For new agents, what do they need to do now?

It really does depend on your database. If you have that, I’d start there. I would rant and rave about how great it is to be a Realtor, and how much I want to work with you. I may be new, but I’ll find the answers. If I didn’t have a database, I wouldn’t sit in an office. I would get myself out there and get to know people. Making phone calls is great, circle prospecting is great, and I would do that too. I would get myself out and about in the community, being in front of people where they could ask me questions.

I use Facebook messenger, and talk to anyone with a green light on there. I’ve been focused today on my database. The 36 touch emails that Kim and the team does, I follow up those with a call. Also, today, we’re doing events. I would do that if I was a single agent, and if I was on a team. It really is all about growing, connecting, and maintaining your database. It’s my number one thing.

Rick’s technique of giving people what they wanted first and asking questions second gave Rick a higher conversion rate. His conversion rate is 12 percent when 1 – 2 percent is the average from these type of lead calls; he makes a connection with this person that goes beyond real estate. Every other Real Estate agent is talking to these people as if, “Is it worth my time to show you this house first.” Rick goes for the appointment first and has the conversation second. A higher percentage of the properties that these people are calling on are already sold or historic listings. They aren’t actually available. Most other Real Estate agents would say, “Let me educate you on what you need because that house isn’t available.” They run the risk of losing that potential client. Whether it’s available or not, Rick’s committing them to the appointment. He’s giving them what they really want, which is to have someone open a door for them. It’s to have someone sit down with them and map out a plan, and take care of them, and that’s exactly what it takes to make it in this business.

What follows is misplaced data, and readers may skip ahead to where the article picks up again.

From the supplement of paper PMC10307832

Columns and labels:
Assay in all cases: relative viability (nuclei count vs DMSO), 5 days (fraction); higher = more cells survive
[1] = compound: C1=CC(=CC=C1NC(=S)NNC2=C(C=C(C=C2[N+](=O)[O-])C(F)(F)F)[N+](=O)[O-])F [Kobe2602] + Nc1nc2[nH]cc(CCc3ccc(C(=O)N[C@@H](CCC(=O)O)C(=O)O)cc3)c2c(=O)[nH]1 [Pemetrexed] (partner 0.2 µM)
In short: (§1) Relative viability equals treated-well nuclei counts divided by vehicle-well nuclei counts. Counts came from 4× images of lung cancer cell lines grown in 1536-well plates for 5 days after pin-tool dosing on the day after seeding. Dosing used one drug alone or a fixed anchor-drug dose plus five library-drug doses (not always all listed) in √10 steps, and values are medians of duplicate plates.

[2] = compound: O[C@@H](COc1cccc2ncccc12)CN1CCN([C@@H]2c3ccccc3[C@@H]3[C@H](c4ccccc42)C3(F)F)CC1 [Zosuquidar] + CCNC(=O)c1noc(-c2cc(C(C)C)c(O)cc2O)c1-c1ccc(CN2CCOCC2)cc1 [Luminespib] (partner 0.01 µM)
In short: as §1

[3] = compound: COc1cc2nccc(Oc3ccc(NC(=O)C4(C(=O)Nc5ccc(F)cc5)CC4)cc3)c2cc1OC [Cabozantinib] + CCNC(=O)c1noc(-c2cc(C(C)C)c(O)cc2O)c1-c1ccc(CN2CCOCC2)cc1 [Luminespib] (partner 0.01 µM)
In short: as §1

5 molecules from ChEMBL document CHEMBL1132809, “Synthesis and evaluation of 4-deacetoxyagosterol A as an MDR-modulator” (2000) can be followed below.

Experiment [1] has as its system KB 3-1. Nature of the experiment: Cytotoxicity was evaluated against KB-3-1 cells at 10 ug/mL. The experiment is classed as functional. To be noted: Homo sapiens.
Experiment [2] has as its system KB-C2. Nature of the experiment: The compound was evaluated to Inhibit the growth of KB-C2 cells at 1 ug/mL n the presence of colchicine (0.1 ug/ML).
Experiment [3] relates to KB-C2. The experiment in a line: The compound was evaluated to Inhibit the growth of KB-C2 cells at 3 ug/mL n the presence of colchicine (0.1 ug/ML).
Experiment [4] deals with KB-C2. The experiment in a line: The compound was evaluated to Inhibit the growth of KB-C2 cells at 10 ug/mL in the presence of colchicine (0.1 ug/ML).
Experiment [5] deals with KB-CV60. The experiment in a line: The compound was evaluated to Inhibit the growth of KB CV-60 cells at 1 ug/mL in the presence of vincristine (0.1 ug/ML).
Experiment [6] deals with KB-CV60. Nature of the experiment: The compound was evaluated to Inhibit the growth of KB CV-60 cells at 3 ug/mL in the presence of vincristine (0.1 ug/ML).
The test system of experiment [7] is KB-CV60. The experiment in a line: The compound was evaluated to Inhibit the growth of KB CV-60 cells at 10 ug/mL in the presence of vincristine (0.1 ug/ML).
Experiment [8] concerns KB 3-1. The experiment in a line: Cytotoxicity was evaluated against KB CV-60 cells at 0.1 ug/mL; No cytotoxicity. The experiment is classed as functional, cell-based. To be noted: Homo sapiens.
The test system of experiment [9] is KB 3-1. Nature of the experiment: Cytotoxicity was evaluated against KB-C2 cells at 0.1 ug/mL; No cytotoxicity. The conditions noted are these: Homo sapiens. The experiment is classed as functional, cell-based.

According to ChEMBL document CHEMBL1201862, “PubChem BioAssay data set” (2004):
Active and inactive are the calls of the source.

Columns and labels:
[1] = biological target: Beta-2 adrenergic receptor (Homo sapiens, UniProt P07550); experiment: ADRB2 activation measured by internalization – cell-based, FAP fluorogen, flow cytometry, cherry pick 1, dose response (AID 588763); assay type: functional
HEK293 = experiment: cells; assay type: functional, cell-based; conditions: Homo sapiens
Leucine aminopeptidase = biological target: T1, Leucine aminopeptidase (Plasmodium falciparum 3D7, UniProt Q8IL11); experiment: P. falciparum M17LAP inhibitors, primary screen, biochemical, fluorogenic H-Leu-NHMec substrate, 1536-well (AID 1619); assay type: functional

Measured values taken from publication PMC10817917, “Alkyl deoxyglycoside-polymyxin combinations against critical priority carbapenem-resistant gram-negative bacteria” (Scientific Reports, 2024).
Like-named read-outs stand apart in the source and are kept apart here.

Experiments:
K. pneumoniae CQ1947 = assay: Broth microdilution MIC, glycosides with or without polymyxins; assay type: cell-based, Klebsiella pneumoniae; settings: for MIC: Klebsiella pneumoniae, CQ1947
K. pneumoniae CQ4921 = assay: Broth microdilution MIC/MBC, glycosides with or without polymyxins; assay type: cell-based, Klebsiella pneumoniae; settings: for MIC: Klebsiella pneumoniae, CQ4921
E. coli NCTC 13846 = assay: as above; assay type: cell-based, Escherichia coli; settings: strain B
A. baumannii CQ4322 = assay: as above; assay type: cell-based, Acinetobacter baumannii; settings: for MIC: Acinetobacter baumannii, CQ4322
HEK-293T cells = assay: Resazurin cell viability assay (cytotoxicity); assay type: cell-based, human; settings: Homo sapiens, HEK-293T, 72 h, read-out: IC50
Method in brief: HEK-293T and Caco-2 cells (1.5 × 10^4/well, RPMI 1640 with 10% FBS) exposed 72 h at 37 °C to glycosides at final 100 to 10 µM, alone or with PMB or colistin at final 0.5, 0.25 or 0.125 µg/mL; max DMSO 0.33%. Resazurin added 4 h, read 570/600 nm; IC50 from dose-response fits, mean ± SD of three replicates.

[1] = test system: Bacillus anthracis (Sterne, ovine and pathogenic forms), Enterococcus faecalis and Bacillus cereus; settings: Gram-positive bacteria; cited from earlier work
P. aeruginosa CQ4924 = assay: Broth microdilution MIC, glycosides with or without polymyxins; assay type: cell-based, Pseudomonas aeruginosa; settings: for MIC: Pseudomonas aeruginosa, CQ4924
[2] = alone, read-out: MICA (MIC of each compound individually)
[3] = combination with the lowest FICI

See Rick’s full interview on video here.

Our Next MasterChat is…

On the 25th of October our guest is Ugo Arinzeh of Onyx Property Team KW Prime!

Based in London, Ugo is one of Keller Williams UK’s origin agents. She joined in 2015 and has been passionately building her real estate business alongside KW ever since. She is without doubt one of it’s most successful, loyal and dedicated agents and has recently achieved the esteemed position of being a “capped” agent at the KW Prime market centre.

Her business has been built on the buyer side of the property market, by offering exceptional service to UK and overseas clients, not only looking for a suitable property but buying a London lifestyle too. Ugo has made it her mission to know and promote many areas of this wonderful city and has been extremely successful featuring them on YouTube, and in her email and direct mail marketing. She has mastered the art of developing her brand – Onyx Property Team “Selling London Beautifully”.

Expect to be WOWED! Make sure to register HERE in advance to secure your space on the MasterChat!